Fechteler, William Morrow.

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Fechteler, William Morrow, born 06-03-1896 in Rafael, California, was graduated from the U.S. Naval Academy   with the class of 1916 and served in the battleship Pennsylvania during World War I. He advancing to Captain and the post of Operations Office of Destroyer Command, Battle Forces, United States Fleet, by the outbreak of World War II. In 1942-43, Captain Fechteler served in the Bureau of Navigation, then commanded the battleship Indiana  in the Pacific.  Promoted to the rank of Rear Admiral  in early 1944, he was Commander of the Seventh Fleet’s   Amphibious Group 8 from August 1944 to March 1945, participating in landings at Morotai, Leyte, Lingayen and elsewhere in the Philippines.  The Battle of Leyte in the Pacific campaign of World War II was the invasion and conquest of Leyte in the Philippines by American and Filipino guerrilla forces under the command of General Douglas MacArthur. He spent the rest of 1945 as Assistant Chief of Naval Personnel, in Washington, D.C., followed by service as Commander, Battleships & Cruisers, Atlantic Fleet.  In August 1951, Admiral Fechteler was appointed Chief of Naval Operations, succeeding Admiral Forrest Purchival Sherman. When the President Dwight “Ike” Eisenhower took office in 1953, he chose to replace all the Armed Forces’ chiefs. In August 1953, Admiral Fechteler exchanged positions with the new CNO, Admiral Robert B. Carney
  , becoming Commander in Chief, Allied Forces, Southern Europe and retired in July 1956.

Death and burial ground of Fechteler, William Morrow.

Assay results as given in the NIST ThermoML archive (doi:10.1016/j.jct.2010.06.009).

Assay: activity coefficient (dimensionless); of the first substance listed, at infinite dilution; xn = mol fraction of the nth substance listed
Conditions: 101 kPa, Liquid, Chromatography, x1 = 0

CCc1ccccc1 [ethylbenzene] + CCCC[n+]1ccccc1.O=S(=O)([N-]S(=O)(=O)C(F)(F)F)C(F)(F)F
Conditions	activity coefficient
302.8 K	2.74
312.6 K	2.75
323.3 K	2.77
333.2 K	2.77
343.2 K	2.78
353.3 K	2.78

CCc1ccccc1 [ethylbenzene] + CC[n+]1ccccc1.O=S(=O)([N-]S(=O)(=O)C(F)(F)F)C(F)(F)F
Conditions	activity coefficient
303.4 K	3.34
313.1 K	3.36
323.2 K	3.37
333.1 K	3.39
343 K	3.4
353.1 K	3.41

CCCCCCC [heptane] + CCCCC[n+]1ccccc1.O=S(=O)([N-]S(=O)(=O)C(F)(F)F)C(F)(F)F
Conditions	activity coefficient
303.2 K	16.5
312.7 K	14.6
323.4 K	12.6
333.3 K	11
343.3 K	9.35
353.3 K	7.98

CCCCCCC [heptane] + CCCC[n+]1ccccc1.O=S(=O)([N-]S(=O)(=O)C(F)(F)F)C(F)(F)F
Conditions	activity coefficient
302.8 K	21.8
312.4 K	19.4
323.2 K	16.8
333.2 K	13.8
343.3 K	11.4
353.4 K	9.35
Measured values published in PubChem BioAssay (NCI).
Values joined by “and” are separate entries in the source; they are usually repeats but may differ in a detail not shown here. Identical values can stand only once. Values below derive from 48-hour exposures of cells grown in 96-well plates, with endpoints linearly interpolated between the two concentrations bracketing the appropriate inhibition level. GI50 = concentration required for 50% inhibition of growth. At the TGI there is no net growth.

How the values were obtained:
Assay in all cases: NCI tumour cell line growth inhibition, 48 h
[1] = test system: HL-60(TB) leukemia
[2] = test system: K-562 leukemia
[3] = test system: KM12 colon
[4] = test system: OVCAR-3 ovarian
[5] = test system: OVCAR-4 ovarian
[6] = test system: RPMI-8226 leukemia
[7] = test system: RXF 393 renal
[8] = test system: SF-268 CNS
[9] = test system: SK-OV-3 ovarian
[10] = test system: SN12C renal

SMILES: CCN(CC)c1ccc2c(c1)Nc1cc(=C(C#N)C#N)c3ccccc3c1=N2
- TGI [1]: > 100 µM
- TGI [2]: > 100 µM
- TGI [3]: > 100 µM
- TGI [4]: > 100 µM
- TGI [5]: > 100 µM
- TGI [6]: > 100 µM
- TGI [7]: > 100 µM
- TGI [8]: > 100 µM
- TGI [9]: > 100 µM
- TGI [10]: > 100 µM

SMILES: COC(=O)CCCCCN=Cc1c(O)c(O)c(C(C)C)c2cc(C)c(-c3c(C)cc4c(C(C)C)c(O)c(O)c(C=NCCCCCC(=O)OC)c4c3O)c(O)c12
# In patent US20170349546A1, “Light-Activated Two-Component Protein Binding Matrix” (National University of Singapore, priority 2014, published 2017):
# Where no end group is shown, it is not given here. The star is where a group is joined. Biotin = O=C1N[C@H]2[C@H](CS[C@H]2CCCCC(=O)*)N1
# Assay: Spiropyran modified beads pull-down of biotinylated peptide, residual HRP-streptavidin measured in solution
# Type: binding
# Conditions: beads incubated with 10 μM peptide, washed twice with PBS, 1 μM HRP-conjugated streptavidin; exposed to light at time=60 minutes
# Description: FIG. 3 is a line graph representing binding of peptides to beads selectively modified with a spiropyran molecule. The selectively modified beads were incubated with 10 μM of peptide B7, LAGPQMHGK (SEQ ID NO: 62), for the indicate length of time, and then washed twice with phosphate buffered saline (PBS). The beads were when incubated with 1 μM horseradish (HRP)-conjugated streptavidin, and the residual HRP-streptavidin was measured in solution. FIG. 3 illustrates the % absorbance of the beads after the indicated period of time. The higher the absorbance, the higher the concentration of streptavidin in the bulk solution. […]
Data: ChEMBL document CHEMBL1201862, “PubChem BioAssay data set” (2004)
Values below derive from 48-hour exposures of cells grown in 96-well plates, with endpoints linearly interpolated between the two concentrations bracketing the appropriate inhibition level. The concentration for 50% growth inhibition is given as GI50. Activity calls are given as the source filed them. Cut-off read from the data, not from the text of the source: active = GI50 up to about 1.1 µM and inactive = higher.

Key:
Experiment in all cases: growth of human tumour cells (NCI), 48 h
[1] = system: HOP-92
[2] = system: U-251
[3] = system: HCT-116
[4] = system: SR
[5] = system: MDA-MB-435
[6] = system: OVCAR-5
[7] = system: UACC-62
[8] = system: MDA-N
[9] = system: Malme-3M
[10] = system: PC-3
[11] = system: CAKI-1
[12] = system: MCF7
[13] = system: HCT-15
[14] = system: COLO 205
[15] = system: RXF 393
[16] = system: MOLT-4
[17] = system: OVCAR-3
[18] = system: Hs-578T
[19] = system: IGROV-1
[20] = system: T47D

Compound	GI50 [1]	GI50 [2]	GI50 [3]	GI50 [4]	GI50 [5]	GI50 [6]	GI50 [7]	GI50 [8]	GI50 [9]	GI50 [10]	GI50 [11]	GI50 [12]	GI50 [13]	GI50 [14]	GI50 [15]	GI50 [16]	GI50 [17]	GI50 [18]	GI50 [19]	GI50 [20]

He died on 04-07-1967, age 71, at Bethesda Naval Hospital and was buried with his wife Goldey, born Stevens, who died age 75 in 1975, in Section 2 of Arlington National Cemetery. Close by in Section 2, the graves of the General, Commander 92nd “ Negro Division” Buffalo Soldier Patch, Edward “Ned” Almond.  The 92nd Infantry Division was a part of the 5th Army that served in the Italian Theater during World War II.  It was also the only infantry unit comprised entirely of African Americans, or, as they were referred to at the time – Colored Troops, to see combat in Europe.  During their time in Italy, from August of 1944 through the end of the war in May 1945, the 92nd advanced more than 3.000 square miles and captured more than 20.000 German prisoners.  They also suffered heavy casualties – with more than a quarter of the unit killed or wounded in action.  For their Deeds the 92n earned more than 12,000 decorations and citations – including two Medals of Honor.
Also buried here Major General, Commander 8th Bomber Command Europe , Frederick Anderson, Rear Admiral, Commander Destroyer Greyson, Frederic Bell, Navy Admiral, “Operation Crossroads”, William Blandy, General, Commander 32nd Infantry Division, Clovis Byers, Navy Admiral. Battle of the Leyte Gulf, Robert Carney, Air Force General Lieutenant, Claire Chennault, Lieutenant General, Commander 4th Corps, Italy Campaign, Willis Crittenberger, Major General and commander of the 5th Infantry Division “Red Diamond” , Joseph Michael Cummins, Brigadier General, First African-American General, Benjamin Davis, Quartermaster Lieutenant General, John Lesesne De Witt, Major General and Head OSS, William “Wild Bill” Donovan, Brigadier General, Speck Easley, Marine Corps Major General, Commander 1st Raider Battalion, Merrit Edson, Lieutenant General, VIII Army, Robert Eichelberger, Navy Admiral, Commander Nord Pacific Fleet, Frank Fletscher and Navy Admiral, Commander VII Forces, William Fechteler, Lieutenant General, Commander 86th Infantry Division, Ridgeley Gaither, Major General, Commander 29th Infantry Division, D-Day, Charles Gerhardt and Admiral, U.S. Chief of Naval Material, John Gingrich, Brigadier General, “ Merrills Marauders “ in Burma, Frank Down Merrill, U.S. 4* Navy Vice Admiral, Commander U.S.S. Hornet, Doolittle Raid, Marc Mitscher.

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